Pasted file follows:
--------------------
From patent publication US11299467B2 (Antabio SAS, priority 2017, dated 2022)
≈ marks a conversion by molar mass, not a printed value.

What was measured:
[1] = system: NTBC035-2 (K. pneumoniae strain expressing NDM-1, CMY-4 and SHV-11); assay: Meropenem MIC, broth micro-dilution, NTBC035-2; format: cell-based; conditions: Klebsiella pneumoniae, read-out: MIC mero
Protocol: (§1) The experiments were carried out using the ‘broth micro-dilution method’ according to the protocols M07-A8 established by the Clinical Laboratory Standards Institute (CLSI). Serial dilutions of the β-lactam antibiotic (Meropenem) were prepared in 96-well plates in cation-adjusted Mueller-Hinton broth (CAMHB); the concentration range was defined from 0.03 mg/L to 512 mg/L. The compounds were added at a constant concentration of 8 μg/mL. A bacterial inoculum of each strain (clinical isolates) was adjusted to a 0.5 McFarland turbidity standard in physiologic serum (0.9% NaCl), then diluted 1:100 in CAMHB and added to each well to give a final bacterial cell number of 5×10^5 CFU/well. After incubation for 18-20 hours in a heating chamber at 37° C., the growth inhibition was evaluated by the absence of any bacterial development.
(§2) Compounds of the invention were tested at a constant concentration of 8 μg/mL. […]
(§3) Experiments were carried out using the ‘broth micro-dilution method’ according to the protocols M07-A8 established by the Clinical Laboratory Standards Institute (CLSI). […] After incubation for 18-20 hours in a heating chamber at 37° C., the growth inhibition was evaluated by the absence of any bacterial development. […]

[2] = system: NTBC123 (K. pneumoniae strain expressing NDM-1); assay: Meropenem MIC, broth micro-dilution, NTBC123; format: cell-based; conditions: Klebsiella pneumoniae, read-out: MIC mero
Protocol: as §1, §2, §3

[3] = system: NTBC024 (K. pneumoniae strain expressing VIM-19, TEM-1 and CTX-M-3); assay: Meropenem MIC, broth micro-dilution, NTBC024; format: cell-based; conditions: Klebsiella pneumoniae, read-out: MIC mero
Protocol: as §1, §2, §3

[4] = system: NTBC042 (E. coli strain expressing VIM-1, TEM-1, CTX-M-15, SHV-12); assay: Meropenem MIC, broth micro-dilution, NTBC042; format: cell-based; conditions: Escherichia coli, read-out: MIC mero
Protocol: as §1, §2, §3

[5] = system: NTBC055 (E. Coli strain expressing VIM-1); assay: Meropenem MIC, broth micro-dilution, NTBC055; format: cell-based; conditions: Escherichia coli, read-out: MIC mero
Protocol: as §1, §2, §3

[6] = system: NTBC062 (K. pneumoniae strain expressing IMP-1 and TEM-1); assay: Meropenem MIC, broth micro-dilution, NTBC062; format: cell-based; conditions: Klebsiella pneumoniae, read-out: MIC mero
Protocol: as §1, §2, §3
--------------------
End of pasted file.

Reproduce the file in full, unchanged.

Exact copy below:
From patent publication US11299467B2 (Antabio SAS, priority 2017, dated 2022)
≈ marks a conversion by molar mass, not a printed value.

What was measured:
[1] = system: NTBC035-2 (K. pneumoniae strain expressing NDM-1, CMY-4 and SHV-11); assay: Meropenem MIC, broth micro-dilution, NTBC035-2; format: cell-based; conditions: Klebsiella pneumoniae, read-out: MIC mero
Protocol: (§1) The experiments were carried out using the ‘broth micro-dilution method’ according to the protocols M07-A8 established by the Clinical Laboratory Standards Institute (CLSI). Serial dilutions of the β-lactam antibiotic (Meropenem) were prepared in 96-well plates in cation-adjusted Mueller-Hinton broth (CAMHB); the concentration range was defined from 0.03 mg/L to 512 mg/L. The compounds were added at a constant concentration of 8 μg/mL. A bacterial inoculum of each strain (clinical isolates) was adjusted to a 0.5 McFarland turbidity standard in physiologic serum (0.9% NaCl), then diluted 1:100 in CAMHB and added to each well to give a final bacterial cell number of 5×10^5 CFU/well. After incubation for 18-20 hours in a heating chamber at 37° C., the growth inhibition was evaluated by the absence of any bacterial development.
(§2) Compounds of the invention were tested at a constant concentration of 8 μg/mL. […]
(§3) Experiments were carried out using the ‘broth micro-dilution method’ according to the protocols M07-A8 established by the Clinical Laboratory Standards Institute (CLSI). […] After incubation for 18-20 hours in a heating chamber at 37° C., the growth inhibition was evaluated by the absence of any bacterial development. […]

[2] = system: NTBC123 (K. pneumoniae strain expressing NDM-1); assay: Meropenem MIC, broth micro-dilution, NTBC123; format: cell-based; conditions: Klebsiella pneumoniae, read-out: MIC mero
Protocol: as §1, §2, §3

[3] = system: NTBC024 (K. pneumoniae strain expressing VIM-19, TEM-1 and CTX-M-3); assay: Meropenem MIC, broth micro-dilution, NTBC024; format: cell-based; conditions: Klebsiella pneumoniae, read-out: MIC mero
Protocol: as §1, §2, §3

[4] = system: NTBC042 (E. coli strain expressing VIM-1, TEM-1, CTX-M-15, SHV-12); assay: Meropenem MIC, broth micro-dilution, NTBC042; format: cell-based; conditions: Escherichia coli, read-out: MIC mero
Protocol: as §1, §2, §3

[5] = system: NTBC055 (E. Coli strain expressing VIM-1); assay: Meropenem MIC, broth micro-dilution, NTBC055; format: cell-based; conditions: Escherichia coli, read-out: MIC mero
Protocol: as §1, §2, §3

[6] = system: NTBC062 (K. pneumoniae strain expressing IMP-1 and TEM-1); assay: Meropenem MIC, broth micro-dilution, NTBC062; format: cell-based; conditions: Klebsiella pneumoniae, read-out: MIC mero
Protocol: as §1, §2, §3